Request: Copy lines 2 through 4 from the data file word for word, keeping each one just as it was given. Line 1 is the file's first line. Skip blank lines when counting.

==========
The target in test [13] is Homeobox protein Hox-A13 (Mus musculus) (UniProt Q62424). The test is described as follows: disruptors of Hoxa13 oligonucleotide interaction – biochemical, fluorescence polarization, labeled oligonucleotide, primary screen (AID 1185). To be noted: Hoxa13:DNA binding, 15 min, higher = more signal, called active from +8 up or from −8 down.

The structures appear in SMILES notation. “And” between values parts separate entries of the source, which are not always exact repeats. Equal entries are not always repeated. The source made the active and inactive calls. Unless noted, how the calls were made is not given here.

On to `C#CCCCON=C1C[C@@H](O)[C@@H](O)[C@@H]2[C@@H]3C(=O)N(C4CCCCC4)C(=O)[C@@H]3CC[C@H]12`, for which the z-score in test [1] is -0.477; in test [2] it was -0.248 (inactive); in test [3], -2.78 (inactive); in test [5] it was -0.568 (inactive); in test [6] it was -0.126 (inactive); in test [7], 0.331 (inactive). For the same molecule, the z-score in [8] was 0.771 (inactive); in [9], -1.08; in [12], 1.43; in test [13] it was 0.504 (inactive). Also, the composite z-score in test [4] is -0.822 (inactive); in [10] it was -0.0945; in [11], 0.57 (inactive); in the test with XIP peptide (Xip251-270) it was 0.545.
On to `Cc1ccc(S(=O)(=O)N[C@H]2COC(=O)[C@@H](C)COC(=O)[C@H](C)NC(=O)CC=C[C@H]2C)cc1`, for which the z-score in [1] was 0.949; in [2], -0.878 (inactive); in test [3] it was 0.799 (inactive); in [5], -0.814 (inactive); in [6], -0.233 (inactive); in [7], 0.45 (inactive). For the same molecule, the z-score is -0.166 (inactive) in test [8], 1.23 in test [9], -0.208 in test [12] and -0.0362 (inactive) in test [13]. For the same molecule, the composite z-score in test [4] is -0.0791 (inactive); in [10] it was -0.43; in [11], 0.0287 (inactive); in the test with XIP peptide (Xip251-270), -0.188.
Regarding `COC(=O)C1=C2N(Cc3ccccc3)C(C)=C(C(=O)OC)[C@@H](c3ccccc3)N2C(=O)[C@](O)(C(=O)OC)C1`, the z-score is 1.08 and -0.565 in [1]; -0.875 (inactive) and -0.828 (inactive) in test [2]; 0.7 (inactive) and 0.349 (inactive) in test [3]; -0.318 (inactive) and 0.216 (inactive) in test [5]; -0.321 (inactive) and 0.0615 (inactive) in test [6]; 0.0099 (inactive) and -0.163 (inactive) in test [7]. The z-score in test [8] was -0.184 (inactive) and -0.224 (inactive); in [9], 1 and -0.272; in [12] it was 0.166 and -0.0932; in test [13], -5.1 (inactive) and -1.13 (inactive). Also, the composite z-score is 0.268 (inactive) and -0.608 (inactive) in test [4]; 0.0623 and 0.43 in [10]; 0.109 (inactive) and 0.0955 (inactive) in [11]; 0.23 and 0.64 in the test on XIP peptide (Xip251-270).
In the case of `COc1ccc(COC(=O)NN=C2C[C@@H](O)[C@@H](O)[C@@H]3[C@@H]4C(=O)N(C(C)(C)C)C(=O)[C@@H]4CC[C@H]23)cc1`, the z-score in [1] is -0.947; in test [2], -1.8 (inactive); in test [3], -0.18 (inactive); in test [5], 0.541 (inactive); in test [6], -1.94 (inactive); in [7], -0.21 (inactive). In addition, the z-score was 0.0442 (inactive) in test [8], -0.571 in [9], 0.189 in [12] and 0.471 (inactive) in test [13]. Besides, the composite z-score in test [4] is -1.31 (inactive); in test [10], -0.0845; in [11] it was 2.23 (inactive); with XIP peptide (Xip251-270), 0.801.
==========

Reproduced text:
The structures appear in SMILES notation. “And” between values parts separate entries of the source, which are not always exact repeats. Equal entries are not always repeated. The source made the active and inactive calls. Unless noted, how the calls were made is not given here.

On to `C#CCCCON=C1C[C@@H](O)[C@@H](O)[C@@H]2[C@@H]3C(=O)N(C4CCCCC4)C(=O)[C@@H]3CC[C@H]12`, for which the z-score in test [1] is -0.477; in test [2] it was -0.248 (inactive); in test [3], -2.78 (inactive); in test [5] it was -0.568 (inactive); in test [6] it was -0.126 (inactive); in test [7], 0.331 (inactive). For the same molecule, the z-score in [8] was 0.771 (inactive); in [9], -1.08; in [12], 1.43; in test [13] it was 0.504 (inactive). Also, the composite z-score in test [4] is -0.822 (inactive); in [10] it was -0.0945; in [11], 0.57 (inactive); in the test with XIP peptide (Xip251-270) it was 0.545.
On to `Cc1ccc(S(=O)(=O)N[C@H]2COC(=O)[C@@H](C)COC(=O)[C@H](C)NC(=O)CC=C[C@H]2C)cc1`, for which the z-score in [1] was 0.949; in [2], -0.878 (inactive); in test [3] it was 0.799 (inactive); in [5], -0.814 (inactive); in [6], -0.233 (inactive); in [7], 0.45 (inactive). For the same molecule, the z-score is -0.166 (inactive) in test [8], 1.23 in test [9], -0.208 in test [12] and -0.0362 (inactive) in test [13]. For the same molecule, the composite z-score in test [4] is -0.0791 (inactive); in [10] it was -0.43; in [11], 0.0287 (inactive); in the test with XIP peptide (Xip251-270), -0.188.